Is Nested Clade Analysis Worthwhile?


Population biologists often want to infer the demographic history of the species they study. This includes identifying population subdivision, expansion, and bottlenecks. Genetic data sampled from multiple individuals can often be applied to study population structure. When phylogenetic methods are used to link evolutionary relationships to geography, the approaches fall under the guise of phylogeography.

The past decade has seen the rise in popularity of a particular phylogeographical approach for intra-specific data: nested clade analysis (Templeton et al. 1995; Templeton 2004). Many of the methods used in intra-specific phylogeography have been called into question because of their lack of statistical rigor, as I have described previously (How do you really feel, Dr. Wakely?). Nested clade phylogeographical analysis (NCPA) is no exception. Lacey Knowles summarizes the criticisms of NCPA in the most recent issue of Evolution (Why does a method that fails continue to be used?).

The strongest part of Knowles' critique focuses on one primary issue: NCPA tends to result in false positives. While NCPA does an adequate job of inferring actual demographic events (such as population subdivision), it falsely identifies extra events. Knowles points out that it is especially biased towards inferring isolation by distance when there has not been any. Interestingly, these false inferences occur with both empirical data (for which the demographic history is assumed to be well known) and simulated data (for which the demographic history is known). Alan Templeton (the creator of NCPA and its most ardent defender) argues that the simulation studies are not an adequate test of NCPA because they only offer simple evolutionary scenarios. However, Knowles points out that if NCPA fails with simple scenarios, how can it be trusted with the complicated ones that exist in nature?

NCPA is a very popular method -- Remy Petit identified over 1700 citations as of about one year ago (doi:10.1111/j.1365-294X.2007.03589.x). Additionally, Knowles points out that a six year old critique of NCPA (Knowles and Maddison 2002) has been cited 210 times, often by empirical studies that still used NCPA! That raises the question: why do people continue to use NCPA if it hasn't been shown to work? It can't be because they don't know of the limitations of NCPA -- they're citing papers that layout those limitations.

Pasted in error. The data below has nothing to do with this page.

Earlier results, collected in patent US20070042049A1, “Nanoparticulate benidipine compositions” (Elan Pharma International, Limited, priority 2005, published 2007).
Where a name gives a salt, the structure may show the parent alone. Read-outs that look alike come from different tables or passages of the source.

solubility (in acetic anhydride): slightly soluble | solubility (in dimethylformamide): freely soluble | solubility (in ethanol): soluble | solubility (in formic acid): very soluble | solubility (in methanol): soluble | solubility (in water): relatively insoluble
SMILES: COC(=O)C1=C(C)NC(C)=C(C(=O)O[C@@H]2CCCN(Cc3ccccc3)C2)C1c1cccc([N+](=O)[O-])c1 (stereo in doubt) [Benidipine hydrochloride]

Finally, I will relate this to previous rants on evolgen. Knowles points out that some of the criticisms of NCPA rely on the inference of historical events from simulation studies of a single locus. As I have mentioned previously, inference of historical demographic events from a single locus is not acceptable (see here and here). There is so much stochastic noise in evolutionary systems, and trying to identify demographic history using a sample size of one does not take the large variance of the system into account. Templeton and other NCPA defenders argue that simulations using a single locus are not an adequate test of NCPA. But 88% of the NCPA studies Knowles identified used only a single locus. Not only are people using a method that has never been shown to work, but they are also using the method with insufficient data. Double fail!

Knowles and Maddison 2002. Statistical phylogeography. Mol Ecol 11: 2623-2635 [link]

Knowles 2008. Why does a method that fails continue to be used? Evolution 62: 2713-2717 [link]

Petit 2008. The coup de grâce for the nested clade phylogeographic analysis? Mol Ecol 17: 516 - 518 doi:10.1111/j.1365-294X.2007.03589.x

Templeton et al. 1995. Separating Population Structure from Population History: A Cladistic Analysis of the Geographical Distribution of Mitochondrial DNA Haplotypes in the Tiger Salamander, Ambystoma tigrinum. Genetics 140: 767-782 [link]

Templeton 2004. Statistical phylogeography: methods of evaluating and minimizing inference errors. Mol Ecol 13: 789 - 809 doi:10.1046/j.1365-294X.2003.02041.x

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I haven't had chance to read the Knowles paper yet, but if I had to answer the question (Why does a method that fails continue to be used?) as a neutral you would have to look at lack of trust. That would be a lack of trust in the criticisms of the 3 primary groups investigating NCPA. Petit and Knowles in particular are not helping themselves by the choice of language and style of writing. I review a lot of papers using NCPA (among other approaches) and the authors aren't ignorant of the criticisms. Saying that NCPA makes an error in X% of cases misses the point since equal importance is not given to each outcome and authors have a Discussion section to consider the evidence. Even the publications of the critics show it is probably quite good at correctly identifying major subdivisions. The papers in question usually say "Hey look a big subdivision! There may also be some other stuff, more data and a diversity of analysis needed". Well OK. Are summary stats/ coalescent really going to be any better? No, possibly much worse in inexperienced hands. I really hope when I read the Knowles paper that it doesn't sound too crazy, a bit of common sense would be helpful now.

I understand exactly why someone would use a technique that has been shown not to work. It's the same reason why people still say "drink a glass of water upside down" to get rid of hiccups. They don't have anything to correctly do the job they want, so they reach for what is available.

My guess is that any substitute for NCPA takes longer and is harder to do. This isn't an excuse, since no one said that genetics was easy.